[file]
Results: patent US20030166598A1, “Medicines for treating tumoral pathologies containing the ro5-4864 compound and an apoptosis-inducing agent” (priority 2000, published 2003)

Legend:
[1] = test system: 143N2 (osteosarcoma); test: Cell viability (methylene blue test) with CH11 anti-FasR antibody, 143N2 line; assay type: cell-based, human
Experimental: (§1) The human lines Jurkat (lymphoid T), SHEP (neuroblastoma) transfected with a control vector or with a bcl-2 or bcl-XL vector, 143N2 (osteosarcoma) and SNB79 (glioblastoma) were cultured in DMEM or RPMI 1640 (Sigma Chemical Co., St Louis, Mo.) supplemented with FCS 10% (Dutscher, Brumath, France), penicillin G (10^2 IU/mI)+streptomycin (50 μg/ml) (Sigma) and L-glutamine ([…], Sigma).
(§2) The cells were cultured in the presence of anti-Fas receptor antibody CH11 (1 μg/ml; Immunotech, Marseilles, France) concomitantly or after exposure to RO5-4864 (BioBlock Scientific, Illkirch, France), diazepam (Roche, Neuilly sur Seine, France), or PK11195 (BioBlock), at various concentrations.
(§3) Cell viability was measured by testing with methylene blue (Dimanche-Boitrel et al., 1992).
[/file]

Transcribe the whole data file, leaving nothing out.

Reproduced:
Results: patent US20030166598A1, “Medicines for treating tumoral pathologies containing the ro5-4864 compound and an apoptosis-inducing agent” (priority 2000, published 2003)

Legend:
[1] = test system: 143N2 (osteosarcoma); test: Cell viability (methylene blue test) with CH11 anti-FasR antibody, 143N2 line; assay type: cell-based, human
Experimental: (§1) The human lines Jurkat (lymphoid T), SHEP (neuroblastoma) transfected with a control vector or with a bcl-2 or bcl-XL vector, 143N2 (osteosarcoma) and SNB79 (glioblastoma) were cultured in DMEM or RPMI 1640 (Sigma Chemical Co., St Louis, Mo.) supplemented with FCS 10% (Dutscher, Brumath, France), penicillin G (10^2 IU/mI)+streptomycin (50 μg/ml) (Sigma) and L-glutamine ([…], Sigma).
(§2) The cells were cultured in the presence of anti-Fas receptor antibody CH11 (1 μg/ml; Immunotech, Marseilles, France) concomitantly or after exposure to RO5-4864 (BioBlock Scientific, Illkirch, France), diazepam (Roche, Neuilly sur Seine, France), or PK11195 (BioBlock), at various concentrations.
(§3) Cell viability was measured by testing with methylene blue (Dimanche-Boitrel et al., 1992).